How to remove encrustation from a toilet?

How to remove encrustation from a toilet?
After enthusiastically adopted water-saving methodology as encapsulated
in the ditty:
"If it's yellow - let it mellow;
If it's brown - flush it down"
the toilet now has difficult-to-remove encrustation.
Nothing seems to remove it!
Has anyone succeeded?
What worked?
Acid or alkali?
Success stories and advice eagerly anticipated.
Reply to
98% sulphuric acid shifts it fast. So does brick acid. Dilute HCl, such as some patio cleaners, also work, tho not as quick. Best to flush them I think, just use less water.
Reply to
The pan in the downstairs toilet of the house my son bought had that problem. I threw it outside in November intending to replace it. When I looked at it again in Jan all the encrustation had simply fallen off!!! I have recently finished re-installing it into the newly tiled and decorated room. Perhaps it was the frost, or being left dry I don't know what cleaned it. I do know that nothing STWNFI tried to clean it with in situ worked.
Reply to
I used 23% hydrochloric acid, mainly because that was what I had to hand, but it worked.
Colin Bignell
Reply to
In article , stuart noble writes
Which would you use? Vinegar? Citric acid? Kettle de-scaler?
Reply to
So now you know that water saving methodology is bollox :-)
Acid. Something like Harpic or a supermarket own brand.Make sure it says its a limescale remover. Weasel words like 'helps prevent' or 'reduces' mean its just a detergent.
You may need several goes to remove it.
Reply to
The Medway Handyman
In article , "Nightjar says...
Which is, near enough, brick-cleaner, IIRC. That's what we use when the limescale has got unsightly.
Reply to
Whatever you have to hand or can nip round the corner and buy. I use sulphamic crystals because I happen to have a tub of Fernox descaler. Citric from the chemist works, but might take a little longer, as does the kettle stuff. For a total descale, block the toilet with a bunch of plastic bags, top it right up to the brim, chuck your acid in, and leave till next morning. Always assuming you have a second loo of course.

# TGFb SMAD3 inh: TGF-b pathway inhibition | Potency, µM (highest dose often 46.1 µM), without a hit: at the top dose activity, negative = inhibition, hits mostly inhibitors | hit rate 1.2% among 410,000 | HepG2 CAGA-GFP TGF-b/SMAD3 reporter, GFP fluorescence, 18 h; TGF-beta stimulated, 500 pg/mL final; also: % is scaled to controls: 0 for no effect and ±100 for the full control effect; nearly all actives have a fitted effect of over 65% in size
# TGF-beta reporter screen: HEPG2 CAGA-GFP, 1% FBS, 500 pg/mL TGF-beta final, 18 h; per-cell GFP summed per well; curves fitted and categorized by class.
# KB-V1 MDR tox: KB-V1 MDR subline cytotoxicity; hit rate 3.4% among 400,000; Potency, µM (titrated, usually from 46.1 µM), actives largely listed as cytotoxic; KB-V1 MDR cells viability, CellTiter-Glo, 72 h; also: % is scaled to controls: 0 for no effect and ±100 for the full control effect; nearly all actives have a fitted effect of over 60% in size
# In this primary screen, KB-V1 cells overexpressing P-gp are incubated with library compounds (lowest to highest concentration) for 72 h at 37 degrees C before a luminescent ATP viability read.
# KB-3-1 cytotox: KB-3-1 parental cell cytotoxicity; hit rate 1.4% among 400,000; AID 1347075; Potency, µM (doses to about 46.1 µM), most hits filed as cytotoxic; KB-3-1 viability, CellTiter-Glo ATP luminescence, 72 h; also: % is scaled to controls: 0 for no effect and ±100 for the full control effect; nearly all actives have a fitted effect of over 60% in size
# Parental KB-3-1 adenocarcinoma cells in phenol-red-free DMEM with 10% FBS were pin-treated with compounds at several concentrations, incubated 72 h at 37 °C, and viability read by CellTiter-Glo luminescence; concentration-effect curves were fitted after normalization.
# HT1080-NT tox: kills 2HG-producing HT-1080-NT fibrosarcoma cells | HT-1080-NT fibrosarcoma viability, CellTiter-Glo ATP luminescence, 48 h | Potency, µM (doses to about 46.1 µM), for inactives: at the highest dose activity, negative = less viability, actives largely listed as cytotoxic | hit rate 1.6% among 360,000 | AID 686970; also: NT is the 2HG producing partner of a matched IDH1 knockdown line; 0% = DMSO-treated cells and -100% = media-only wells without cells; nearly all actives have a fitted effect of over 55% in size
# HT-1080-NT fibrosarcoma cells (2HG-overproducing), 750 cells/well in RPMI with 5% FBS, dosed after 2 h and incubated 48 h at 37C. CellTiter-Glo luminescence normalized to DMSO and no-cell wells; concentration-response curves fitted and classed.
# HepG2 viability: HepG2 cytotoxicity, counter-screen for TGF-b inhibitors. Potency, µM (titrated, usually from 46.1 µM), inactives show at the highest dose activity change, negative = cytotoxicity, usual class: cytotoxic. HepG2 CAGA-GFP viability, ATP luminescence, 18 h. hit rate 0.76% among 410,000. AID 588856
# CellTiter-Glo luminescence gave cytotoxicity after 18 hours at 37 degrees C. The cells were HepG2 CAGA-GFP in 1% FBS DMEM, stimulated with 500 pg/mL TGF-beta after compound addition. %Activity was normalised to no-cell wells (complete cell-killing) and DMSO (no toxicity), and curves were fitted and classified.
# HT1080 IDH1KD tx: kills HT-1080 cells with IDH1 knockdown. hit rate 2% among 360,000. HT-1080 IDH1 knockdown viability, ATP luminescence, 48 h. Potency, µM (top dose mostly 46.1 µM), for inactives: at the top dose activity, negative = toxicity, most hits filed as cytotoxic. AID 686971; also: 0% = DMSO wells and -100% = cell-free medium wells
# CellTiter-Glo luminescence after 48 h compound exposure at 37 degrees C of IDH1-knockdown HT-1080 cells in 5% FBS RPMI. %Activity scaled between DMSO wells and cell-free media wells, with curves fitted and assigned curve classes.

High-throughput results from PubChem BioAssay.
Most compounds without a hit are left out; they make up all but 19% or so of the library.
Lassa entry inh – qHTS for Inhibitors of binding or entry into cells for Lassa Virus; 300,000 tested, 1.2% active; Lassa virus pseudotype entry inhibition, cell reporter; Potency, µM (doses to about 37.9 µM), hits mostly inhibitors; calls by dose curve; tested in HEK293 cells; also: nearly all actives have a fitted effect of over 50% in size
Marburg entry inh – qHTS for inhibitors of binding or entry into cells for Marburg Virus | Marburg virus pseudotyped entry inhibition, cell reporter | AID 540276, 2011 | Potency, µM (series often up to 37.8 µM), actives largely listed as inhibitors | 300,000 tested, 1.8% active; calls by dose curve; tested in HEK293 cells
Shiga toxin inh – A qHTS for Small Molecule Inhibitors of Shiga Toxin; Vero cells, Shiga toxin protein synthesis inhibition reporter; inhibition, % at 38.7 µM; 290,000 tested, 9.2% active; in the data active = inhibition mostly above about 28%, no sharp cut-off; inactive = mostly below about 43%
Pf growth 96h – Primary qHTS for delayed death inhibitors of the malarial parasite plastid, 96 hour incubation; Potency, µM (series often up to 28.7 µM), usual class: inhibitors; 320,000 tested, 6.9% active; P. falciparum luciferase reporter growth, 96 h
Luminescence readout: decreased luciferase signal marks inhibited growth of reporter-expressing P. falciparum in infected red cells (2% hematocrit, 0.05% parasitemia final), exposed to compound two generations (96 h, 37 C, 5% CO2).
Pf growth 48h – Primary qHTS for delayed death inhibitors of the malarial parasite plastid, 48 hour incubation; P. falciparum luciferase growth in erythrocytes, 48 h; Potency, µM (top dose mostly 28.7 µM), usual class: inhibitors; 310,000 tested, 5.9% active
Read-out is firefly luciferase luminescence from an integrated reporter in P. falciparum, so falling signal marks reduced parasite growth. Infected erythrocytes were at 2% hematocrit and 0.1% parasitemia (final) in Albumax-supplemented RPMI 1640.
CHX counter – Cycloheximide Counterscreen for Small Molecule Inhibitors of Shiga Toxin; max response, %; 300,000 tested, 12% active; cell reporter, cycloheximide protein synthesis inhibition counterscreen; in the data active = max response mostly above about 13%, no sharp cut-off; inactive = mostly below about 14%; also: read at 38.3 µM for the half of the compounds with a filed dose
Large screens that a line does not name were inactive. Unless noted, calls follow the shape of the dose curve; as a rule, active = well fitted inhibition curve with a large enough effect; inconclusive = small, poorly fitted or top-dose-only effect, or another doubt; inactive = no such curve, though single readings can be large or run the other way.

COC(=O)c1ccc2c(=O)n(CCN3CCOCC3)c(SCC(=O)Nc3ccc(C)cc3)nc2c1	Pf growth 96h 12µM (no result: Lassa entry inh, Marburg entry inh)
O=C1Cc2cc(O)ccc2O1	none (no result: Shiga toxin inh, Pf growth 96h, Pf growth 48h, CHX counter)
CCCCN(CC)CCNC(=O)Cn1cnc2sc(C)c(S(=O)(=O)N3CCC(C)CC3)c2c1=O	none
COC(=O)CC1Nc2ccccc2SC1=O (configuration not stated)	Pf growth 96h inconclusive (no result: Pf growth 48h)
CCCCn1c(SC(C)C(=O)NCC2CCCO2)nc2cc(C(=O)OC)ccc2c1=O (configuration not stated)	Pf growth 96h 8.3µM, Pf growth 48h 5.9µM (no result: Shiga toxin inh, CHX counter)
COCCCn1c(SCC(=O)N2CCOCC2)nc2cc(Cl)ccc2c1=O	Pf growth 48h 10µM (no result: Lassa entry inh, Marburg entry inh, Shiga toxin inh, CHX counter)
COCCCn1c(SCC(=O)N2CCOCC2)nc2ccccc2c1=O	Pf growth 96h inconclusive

Reply to
stuart noble
In article , Skipweasel writes:
Yes, just a small amount of brick acid (cheap from builders merchant, Wickes, etc) left for a few hours or overnight, and it then just needs one wipe with the brush and flush, and it looks like new.
Beware of using this regularly where it might harm the sewer, e.g. cast iron pipework, or mortared joints, and for a one-off, flush out with a few more flushes afterwards.
Reply to
Andrew Gabriel
The problem with anything you pour in is that it gets diluted by the water in the pan.
I always empty[1] the pan and than use Cillit Bang directly on the glazed surface.
[1] I use a pumping action with a toilet brush to push as much water round the bend as possible, and then suck the rest out with an old meat basting thing - the sort of thing with a plastic tube with a rubber bulb on the end - emptying it into a 2 lb jam jar
Reply to
Roger Mills
We were somewhere around Barstow, on the edge of the desert, when the drugs began to take hold. I remember John Rumm saying something like:
"This joint tastes funny."
Reply to
Grimly Curmudgeon
Unless you have some medically remarkable calcareous urine (and kidney stones like a bastard), there's no relation. However your local water supply is probably hard. Iron form local plumbing doesn't help either.
Use sulphamic acid (commercial limescale shifter) to shift it. Sainsbury's own brand toilet limescale (blue plastic bottle) is cheapest. Sulphuric acid (a great organic cleaner) isn't as good. Hydrochloric acid is powerful on limescale, but tends to show up crazing in glaze on toilets, so isn't advised.
Reply to
Andy Dingley
The problem is that calcium sulphate is insoluble. This is one of the main compunds formed when sulphuric acid reacts with limescale, and it quickly forms a protective layer over the scale. So when you use sulphuric acid, you get a good fizz to start with, but it quickly dies down and stops.
Hydrochloric acid is fine in this respect as calcium chloride is highly soluble in water.
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